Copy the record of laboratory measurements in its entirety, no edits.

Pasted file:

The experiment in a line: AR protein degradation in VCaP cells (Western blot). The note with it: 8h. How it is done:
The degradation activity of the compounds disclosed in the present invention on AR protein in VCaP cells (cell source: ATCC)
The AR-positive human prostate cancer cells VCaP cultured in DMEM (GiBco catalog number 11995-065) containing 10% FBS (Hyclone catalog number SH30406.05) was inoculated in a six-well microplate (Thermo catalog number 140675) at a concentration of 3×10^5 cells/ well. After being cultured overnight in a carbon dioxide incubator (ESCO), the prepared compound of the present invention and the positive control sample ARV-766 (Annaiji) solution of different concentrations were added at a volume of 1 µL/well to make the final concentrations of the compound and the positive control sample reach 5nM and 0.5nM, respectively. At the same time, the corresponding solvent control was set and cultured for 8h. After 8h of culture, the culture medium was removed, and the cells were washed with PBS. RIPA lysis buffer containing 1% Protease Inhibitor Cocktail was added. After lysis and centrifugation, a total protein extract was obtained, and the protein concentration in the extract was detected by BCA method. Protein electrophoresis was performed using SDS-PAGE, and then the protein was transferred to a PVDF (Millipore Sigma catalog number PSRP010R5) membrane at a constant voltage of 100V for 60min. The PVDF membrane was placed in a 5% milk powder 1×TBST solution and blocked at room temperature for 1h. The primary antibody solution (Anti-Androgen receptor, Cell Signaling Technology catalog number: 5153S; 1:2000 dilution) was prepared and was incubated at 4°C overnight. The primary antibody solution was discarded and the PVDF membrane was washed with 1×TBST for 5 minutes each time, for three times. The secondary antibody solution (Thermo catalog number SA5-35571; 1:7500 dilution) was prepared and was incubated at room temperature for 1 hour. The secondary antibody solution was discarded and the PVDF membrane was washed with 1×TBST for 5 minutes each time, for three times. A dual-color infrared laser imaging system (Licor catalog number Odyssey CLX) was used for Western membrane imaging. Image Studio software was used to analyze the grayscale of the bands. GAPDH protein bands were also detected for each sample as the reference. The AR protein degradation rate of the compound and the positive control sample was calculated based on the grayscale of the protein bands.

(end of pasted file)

The experiment in a line: AR protein degradation in VCaP cells (Western blot). The note with it: 8h. How it is done:
The degradation activity of the compounds disclosed in the present invention on AR protein in VCaP cells (cell source: ATCC)
The AR-positive human prostate cancer cells VCaP cultured in DMEM (GiBco catalog number 11995-065) containing 10% FBS (Hyclone catalog number SH30406.05) was inoculated in a six-well microplate (Thermo catalog number 140675) at a concentration of 3×10^5 cells/ well. After being cultured overnight in a carbon dioxide incubator (ESCO), the prepared compound of the present invention and the positive control sample ARV-766 (Annaiji) solution of different concentrations were added at a volume of 1 µL/well to make the final concentrations of the compound and the positive control sample reach 5nM and 0.5nM, respectively. At the same time, the corresponding solvent control was set and cultured for 8h. After 8h of culture, the culture medium was removed, and the cells were washed with PBS. RIPA lysis buffer containing 1% Protease Inhibitor Cocktail was added. After lysis and centrifugation, a total protein extract was obtained, and the protein concentration in the extract was detected by BCA method. Protein electrophoresis was performed using SDS-PAGE, and then the protein was transferred to a PVDF (Millipore Sigma catalog number PSRP010R5) membrane at a constant voltage of 100V for 60min. The PVDF membrane was placed in a 5% milk powder 1×TBST solution and blocked at room temperature for 1h. The primary antibody solution (Anti-Androgen receptor, Cell Signaling Technology catalog number: 5153S; 1:2000 dilution) was prepared and was incubated at 4°C overnight. The primary antibody solution was discarded and the PVDF membrane was washed with 1×TBST for 5 minutes each time, for three times. The secondary antibody solution (Thermo catalog number SA5-35571; 1:7500 dilution) was prepared and was incubated at room temperature for 1 hour. The secondary antibody solution was discarded and the PVDF membrane was washed with 1×TBST for 5 minutes each time, for three times. A dual-color infrared laser imaging system (Licor catalog number Odyssey CLX) was used for Western membrane imaging. Image Studio software was used to analyze the grayscale of the bands. GAPDH protein bands were also detected for each sample as the reference. The AR protein degradation rate of the compound and the positive control sample was calculated based on the grayscale of the protein bands.